Sound Design and Music

Guilty Gear’s sound design has always been top notch but Strive takes it to a new level. Let’s start off with sound. Every impact, whoosh from a projectile, and slow down during a counter hit is punctuated perfectly, I got so used to hearing them while playing, the satisfaction of hearing them was so satisfying. It’s impressive when a fighting game makes you want to play it more and get better at match ups through audio cues alone, isn’t it? Every hit is distinct and defined well enough to be addicting to the ears. Even the menu sounds are gratifying, with little wavey chimes and page turning sounds when you go back to a previous option. But that’s sound design during matches, how does the music hold up?

This is goddamn Guilty Gear, how do you think the music holds up? No other fighting game series is better known for its metal soundtrack than the Guilty Gear games. But I am, let’s just say, beyond ecstatic, to report that Strive has the best soundtrack of any Guilty Gear game. Nary I say to you dear viewer, not even the best Guilty Gear soundtrack, but one of the best fighting game soundtracks I’ve ever heard in my life, right in line with Killer Instinct remake being helmed by the legendary Mick Gordon, and Skullgirls having the wonderfully talented Michiru Yamane. Guilty Gear -Strive- has Daisuke Ishiwatari. How one single man can be so good at melding so many different genres together confounds the hell out of me.

The main theme of the game is of course, the very first track released as promotional material for it, “Smell of the Game”. It plays ala instrumental during the character selection screen, but you can select the actual song during duels too. Sol’s theme is titled “Find Your One Way” – it has an almost early 90s, nasty crunch to it found in most Southern thrash metal, pinch harmonics squealing into the sky while simple chugging riffs in the background break for the verse’s lyrics. The riffs and guitar work itself is a remixed version of Sol’s older themes from previous Guilty Gear titles, as is Ky’s. Ky’s theme is called “The Roar of the Spark”, and I like it considerably more. From right out of the gate, it hits you with two power chords, followed by beautiful synthesizer organ style triplets straight out of a Castlevania game. Gothic power metal would be what I describe it as, and it literally soars through the air as you air dash with Ky into a beautiful combo. Then we look at May’s theme “The Disaster of Passion” and the game suddenly takes a sharp 180 degree turn into bouncy J-pop!? What the fuck, am I even playing the same game? Yet it’s incredible, consistently happy and catchy, making you want to dance, capturing the feeling of the opening of a slice of life anime, matching the bubbly, fish-controlling, anchor-wielding little pirate girl to a T.

That is not even scratching the surface of this game’s soundtrack either. My main and favorite character, Giovanna, her theme “Trigger” is pretty much a Beastie Boys and Faith No More crossover song. Millia Rage’sLove the Subhuman Self” is basically symphonic prog metal. Ramlethal’s theme “Necessary Discrepancy” is phenomenal, it’s like futuristic jazz fusion metal. The rhythms are complex and take off and come back into place, just like her fighting style of throwing massive energy swords she carries at her side. Potemkin’s theme “Society” hits like a tank, just like him, and is so massive, you can almost match up the kick drum to each one of his huge ground-shaking footsteps. I could go on but, basically you got the gist of how truly incredible this game’s music is. I could show this OST to someone as normal music and it’s highly likely it would floor them, especially if they were a musician. Sound design and score in Strive are masterfully done. Hunt for this soundtrack everywhere you can, it’s worth it.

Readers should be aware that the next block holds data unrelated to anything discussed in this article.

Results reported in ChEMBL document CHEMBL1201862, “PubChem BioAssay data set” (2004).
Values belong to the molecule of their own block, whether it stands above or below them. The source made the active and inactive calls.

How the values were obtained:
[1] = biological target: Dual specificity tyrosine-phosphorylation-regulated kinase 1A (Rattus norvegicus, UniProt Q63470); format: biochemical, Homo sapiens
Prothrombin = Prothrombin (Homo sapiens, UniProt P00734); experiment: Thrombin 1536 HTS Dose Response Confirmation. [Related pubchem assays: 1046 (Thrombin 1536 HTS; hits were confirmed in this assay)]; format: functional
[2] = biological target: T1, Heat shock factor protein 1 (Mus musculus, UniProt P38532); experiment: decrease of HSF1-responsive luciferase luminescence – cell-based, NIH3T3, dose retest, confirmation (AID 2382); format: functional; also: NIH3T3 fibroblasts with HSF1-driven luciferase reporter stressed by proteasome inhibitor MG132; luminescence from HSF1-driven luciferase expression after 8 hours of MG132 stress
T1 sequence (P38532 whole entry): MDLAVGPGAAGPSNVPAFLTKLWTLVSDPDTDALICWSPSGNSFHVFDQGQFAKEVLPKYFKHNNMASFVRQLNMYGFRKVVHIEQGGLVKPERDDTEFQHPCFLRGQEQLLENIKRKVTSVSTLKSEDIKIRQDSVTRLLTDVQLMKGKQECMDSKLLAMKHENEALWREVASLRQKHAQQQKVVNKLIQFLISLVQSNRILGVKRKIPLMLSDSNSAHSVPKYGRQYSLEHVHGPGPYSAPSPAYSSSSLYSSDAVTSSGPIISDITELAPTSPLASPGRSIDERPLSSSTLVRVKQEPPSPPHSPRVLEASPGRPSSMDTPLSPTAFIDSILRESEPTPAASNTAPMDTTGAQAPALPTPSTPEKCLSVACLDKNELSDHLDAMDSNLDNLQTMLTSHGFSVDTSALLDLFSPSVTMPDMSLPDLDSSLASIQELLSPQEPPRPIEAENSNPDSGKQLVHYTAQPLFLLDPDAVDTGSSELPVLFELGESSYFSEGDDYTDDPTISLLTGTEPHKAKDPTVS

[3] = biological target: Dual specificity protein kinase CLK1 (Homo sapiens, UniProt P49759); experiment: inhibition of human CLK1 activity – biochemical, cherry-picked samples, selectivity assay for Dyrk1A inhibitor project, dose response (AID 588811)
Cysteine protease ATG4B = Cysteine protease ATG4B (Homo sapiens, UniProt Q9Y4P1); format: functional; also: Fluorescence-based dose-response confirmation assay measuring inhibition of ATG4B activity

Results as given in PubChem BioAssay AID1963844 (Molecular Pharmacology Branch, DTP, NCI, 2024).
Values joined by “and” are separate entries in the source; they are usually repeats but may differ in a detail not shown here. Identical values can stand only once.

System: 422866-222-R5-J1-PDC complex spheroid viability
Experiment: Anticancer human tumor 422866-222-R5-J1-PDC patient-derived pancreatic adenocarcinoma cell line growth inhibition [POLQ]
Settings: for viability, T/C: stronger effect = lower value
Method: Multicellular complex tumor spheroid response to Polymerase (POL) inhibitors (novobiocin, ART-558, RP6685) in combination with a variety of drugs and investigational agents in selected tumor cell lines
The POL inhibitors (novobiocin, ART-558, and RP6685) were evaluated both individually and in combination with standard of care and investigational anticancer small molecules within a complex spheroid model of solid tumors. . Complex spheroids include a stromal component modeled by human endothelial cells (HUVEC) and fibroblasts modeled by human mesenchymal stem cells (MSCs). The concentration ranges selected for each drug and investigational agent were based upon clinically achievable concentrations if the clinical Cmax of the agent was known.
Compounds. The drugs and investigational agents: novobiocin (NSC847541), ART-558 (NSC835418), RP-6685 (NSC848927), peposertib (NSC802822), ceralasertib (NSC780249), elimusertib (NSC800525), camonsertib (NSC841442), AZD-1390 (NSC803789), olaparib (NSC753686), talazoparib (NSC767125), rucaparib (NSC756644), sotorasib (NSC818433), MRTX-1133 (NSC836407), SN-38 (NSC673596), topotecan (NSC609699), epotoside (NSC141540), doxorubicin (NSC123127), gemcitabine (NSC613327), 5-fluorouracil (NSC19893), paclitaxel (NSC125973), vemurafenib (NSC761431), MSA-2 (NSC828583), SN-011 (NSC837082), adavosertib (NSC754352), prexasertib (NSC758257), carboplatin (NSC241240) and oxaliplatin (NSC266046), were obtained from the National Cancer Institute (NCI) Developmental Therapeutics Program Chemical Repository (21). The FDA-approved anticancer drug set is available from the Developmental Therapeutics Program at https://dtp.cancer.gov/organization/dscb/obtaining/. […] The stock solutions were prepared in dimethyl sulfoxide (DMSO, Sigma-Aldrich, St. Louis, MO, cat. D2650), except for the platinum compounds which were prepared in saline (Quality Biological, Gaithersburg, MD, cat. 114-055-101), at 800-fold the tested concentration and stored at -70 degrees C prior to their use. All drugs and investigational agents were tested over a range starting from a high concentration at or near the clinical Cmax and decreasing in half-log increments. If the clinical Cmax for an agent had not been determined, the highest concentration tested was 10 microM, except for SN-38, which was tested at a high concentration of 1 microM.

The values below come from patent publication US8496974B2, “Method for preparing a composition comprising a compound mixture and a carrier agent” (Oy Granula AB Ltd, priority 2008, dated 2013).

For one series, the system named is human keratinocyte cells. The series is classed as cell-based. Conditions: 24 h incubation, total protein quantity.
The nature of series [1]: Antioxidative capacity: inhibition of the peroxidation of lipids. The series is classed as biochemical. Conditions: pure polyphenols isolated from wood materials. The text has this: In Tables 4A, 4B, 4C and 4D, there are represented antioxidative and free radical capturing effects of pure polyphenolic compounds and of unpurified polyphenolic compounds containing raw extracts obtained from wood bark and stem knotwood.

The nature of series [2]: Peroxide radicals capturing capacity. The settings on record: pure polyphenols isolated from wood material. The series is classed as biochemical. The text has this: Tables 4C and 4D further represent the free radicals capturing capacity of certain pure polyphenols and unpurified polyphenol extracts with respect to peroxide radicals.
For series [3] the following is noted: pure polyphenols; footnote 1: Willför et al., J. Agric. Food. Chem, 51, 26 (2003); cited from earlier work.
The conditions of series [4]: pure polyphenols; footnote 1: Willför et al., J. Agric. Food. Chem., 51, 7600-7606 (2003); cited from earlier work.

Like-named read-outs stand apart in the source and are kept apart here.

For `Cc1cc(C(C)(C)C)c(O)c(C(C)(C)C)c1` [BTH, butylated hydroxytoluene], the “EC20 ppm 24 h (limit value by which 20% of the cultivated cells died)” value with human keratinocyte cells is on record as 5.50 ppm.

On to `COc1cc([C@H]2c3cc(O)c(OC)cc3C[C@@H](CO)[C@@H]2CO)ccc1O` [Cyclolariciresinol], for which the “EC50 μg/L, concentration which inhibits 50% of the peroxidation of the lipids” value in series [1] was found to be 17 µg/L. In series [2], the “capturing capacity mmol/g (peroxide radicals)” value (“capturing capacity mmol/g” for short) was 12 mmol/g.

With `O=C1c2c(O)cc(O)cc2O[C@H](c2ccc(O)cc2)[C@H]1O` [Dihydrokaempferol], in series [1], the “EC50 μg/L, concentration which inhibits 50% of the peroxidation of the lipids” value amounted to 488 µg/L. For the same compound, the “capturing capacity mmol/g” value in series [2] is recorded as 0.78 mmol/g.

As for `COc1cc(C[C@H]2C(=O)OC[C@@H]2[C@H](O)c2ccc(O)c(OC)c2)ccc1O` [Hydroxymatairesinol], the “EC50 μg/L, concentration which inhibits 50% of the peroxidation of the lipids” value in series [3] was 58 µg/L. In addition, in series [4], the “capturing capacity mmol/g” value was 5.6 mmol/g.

Now, the most quintessential part of any fighting game. How does it play? The meat of the whole package, how does it feel in the hand, on the pad, through the stick and buttons, and all that good jazz? Well let’s talk about movement first. You have your standard staples of most hyper six button fighters: forward and backward, forward dash and backward dashes. Aerial dashes and double dashes come into play too, every character moves very differently and have definite variations of all these movement staples. Potemkin moves extremely slow and heavily because he is a tank and he also has no dashes or aerial dashes. Instead, being the staple grappler of the game, he has dedicated anti air grabs. Other characters you can hold forward dash and they will run in a solid line across the stage. My girl Giovanna, you can’t hold dash down on ground but you can chain dashes in succession, which is very advantageous to the rushdown character playstyle she has.

Impacts and hits feel tight and heavy, especially when you get counters. Guilty Gear -Strive- has a heavy emphasis on counters and punishment moves, so much so that when you get land one, the screen shakes and slows down and the massive words COUNTER or PUNISH show up on screen with the announcer’s voice yelling them (since we fitegame boys can’t read, evidently). This fighting game more like any other before has the heaviest emphasis on teaching new players to learn how to read their opponent and react with the right move or mix up accordingly, actively encouraging and refining the fighting skills of those newer lads who this may be the first fighting game they’ve really wanted to put the time and effort into. Of course, you also have your supers and special moves for each character, a lot of which are activated through half circle or double quarter circle motions and a single button press.